Unlike the standard cabins, deluxe cabins are located in the RV loop, which made me long to be tucked away in the woods. However, the kids liked being steps away from the bike rentals and game room (with ping pong and fusbol), and we had a nice field to look out over. We spent our first night settling into our cabin and grilling dinner, then the subsequent day hiking additional Redwood trails, playing in the ocean, and walking along the Smith River. Every trailhead and beach was within 25 minutes of the KOA. Every time we returned to the campground, the kids scattered to play ping pong, explore the wooded loop, where they climbed on nurse logs and Redwood stumps, and visit the goats and chickens in the KOA petting zoo.

Redwoods Hikes:

  • redwoods-weekendRedwood Nature Trail: This trail is actually a trail network of multiple loops that wind upslope of the Chetco River. You see multiple redwoods and other pines, as well as a clear, cold creek. Be sure to pay attention to which turns you take in order to find your way back to the start, as it’s not as well marked as we would like. Directions: from Highway 101, turn east at Constitution Way to North Bank Chetco Road. Go 7.5 miles to Alfred Loeb State Park. The trailhead is half a mile past the entrance.
  • Simpson Reed Grove Trail: One of the most stunning trails through old growth redwoods, this trail is less than one mile and is easy to follow and well-marked. There’s an extra loop, the Peterson Memorial Grove, that extends the hike if desired. Also nearby is Stout Grove, an even shorter trail with breathtaking views. Directions: from Highway 199 (Redwood Highway), find the trailhead just before Jedediah Smith State Park, right off 199.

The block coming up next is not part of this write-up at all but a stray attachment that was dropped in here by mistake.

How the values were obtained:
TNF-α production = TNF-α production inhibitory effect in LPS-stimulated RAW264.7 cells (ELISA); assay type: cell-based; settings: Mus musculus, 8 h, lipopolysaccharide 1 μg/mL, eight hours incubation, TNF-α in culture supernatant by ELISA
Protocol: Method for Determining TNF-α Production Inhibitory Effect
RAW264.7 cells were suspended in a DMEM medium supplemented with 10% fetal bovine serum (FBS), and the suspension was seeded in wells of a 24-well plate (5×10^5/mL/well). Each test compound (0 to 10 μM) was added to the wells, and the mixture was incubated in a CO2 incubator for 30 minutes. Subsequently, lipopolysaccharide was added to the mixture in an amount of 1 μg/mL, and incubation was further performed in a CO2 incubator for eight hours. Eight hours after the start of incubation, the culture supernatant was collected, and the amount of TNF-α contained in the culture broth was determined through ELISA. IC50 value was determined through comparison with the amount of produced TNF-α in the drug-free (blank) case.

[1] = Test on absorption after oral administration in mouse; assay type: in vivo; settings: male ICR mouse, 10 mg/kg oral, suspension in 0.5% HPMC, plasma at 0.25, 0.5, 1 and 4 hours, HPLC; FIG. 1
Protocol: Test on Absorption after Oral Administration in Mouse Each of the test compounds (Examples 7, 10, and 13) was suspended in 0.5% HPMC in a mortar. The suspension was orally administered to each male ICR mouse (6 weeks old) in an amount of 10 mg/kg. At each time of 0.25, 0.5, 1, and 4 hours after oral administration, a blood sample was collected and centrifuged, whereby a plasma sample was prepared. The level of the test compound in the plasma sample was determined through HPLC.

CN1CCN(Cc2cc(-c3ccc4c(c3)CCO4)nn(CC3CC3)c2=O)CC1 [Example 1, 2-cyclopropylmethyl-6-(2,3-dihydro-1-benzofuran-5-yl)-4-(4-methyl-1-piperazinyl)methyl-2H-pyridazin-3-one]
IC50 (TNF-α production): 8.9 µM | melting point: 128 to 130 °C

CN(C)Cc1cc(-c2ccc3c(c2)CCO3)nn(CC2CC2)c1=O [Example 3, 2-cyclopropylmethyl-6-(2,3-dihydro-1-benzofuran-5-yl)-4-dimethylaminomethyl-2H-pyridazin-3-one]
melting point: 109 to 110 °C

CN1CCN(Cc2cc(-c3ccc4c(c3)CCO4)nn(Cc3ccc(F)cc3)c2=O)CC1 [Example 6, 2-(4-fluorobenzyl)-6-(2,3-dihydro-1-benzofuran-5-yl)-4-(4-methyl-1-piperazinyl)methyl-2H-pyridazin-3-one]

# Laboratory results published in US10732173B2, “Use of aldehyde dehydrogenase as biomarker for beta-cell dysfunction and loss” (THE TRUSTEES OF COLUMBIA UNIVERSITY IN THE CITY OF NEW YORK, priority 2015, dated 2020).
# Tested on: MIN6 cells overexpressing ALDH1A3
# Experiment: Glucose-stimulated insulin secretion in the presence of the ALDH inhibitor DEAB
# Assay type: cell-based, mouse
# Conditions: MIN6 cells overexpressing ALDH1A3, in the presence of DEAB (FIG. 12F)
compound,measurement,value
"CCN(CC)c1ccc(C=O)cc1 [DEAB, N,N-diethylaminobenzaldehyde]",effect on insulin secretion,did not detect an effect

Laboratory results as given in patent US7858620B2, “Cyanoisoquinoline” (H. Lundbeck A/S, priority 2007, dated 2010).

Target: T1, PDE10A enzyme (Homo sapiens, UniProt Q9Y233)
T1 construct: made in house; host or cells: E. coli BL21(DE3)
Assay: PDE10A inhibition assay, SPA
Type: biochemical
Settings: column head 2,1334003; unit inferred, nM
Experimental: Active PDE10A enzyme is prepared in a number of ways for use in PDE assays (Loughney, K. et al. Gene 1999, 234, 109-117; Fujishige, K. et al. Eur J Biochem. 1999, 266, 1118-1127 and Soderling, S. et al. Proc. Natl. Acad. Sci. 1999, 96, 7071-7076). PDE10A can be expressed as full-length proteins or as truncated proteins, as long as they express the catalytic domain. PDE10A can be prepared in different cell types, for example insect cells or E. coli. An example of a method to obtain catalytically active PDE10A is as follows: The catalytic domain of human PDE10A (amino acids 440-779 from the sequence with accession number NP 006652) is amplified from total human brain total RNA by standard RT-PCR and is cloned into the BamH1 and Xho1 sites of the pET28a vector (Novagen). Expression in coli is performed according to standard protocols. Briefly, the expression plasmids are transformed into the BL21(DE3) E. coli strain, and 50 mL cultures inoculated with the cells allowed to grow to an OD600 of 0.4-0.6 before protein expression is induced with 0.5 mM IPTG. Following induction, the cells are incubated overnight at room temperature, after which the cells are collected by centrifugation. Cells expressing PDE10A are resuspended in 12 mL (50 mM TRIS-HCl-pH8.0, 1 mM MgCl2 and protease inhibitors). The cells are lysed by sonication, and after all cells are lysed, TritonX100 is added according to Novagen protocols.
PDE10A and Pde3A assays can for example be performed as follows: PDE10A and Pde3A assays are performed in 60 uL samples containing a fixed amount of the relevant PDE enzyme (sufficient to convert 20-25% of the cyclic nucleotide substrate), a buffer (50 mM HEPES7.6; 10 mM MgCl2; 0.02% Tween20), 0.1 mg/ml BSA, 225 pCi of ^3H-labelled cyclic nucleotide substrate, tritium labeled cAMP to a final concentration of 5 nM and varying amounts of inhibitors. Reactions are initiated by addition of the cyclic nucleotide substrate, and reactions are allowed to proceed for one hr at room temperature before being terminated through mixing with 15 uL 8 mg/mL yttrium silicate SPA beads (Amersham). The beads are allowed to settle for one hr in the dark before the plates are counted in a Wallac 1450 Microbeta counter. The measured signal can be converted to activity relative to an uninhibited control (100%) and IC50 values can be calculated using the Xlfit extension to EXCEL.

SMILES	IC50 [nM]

1. Boy Scout Tree Trail: One of the longer hikes in the area, the Boy Scout trail is 2.8 miles. It passes through the Valley of the Giants to conclude at the Boy Scout Tree and Fern Falls. If you have a full day to explore one trail, this is the one. Directions: From Highway 101 South, take Elk Valley Road to Howland Road to the trailhead. The drive is 25 minutes from the Crescent City/Redwoods KOA.

Nearby beaches:

            Head just a few miles north from the KOA on Highway 101, and you’ll be in Oregon. Our favorite beaches include:

  1. Harris Beach State Park: this beach is characterized by plenty of beach access and sandy space with large rock formations. There are picnic areas as well. Find it right off Highway 101 north of Brookings, Oregon.
  2. Whaleshead Beach: Whaleshead is just a bit further north of Harris Beach, with parking on the east side of the highway and a pedestrian tunnel to the beach. Kids love the creek that runs into the ocean and lots of rock formations.

River Access worth exploring:

Head up Highway 199 just past Jedediah Smith State Park, and swim (in summer) in the Smith River. Families will find swimming holes directly off the road at pull-outs. The Chetco River also offers great wading and swimming at Alfred Loeb State Park east of Brookings. Look for the day use area at the campground.

No matter what you do in the Northern California and Southern Oregon Redwoods, plan to stay at least 2-3 days to get a feel for this region.

Win a KOA stay!

There are KOA campgrounds all over the US, and they all differ in personality, setting, and amenities, which makes each stay actually more interesting and adventurous. Read more stories of KOA stays. Want to have your own KOA adventure? Enter to win a stay at Trekaroo!


Disclosure: This post was written in partnership with KOA. All activities were planned by us, and all opinions are our own.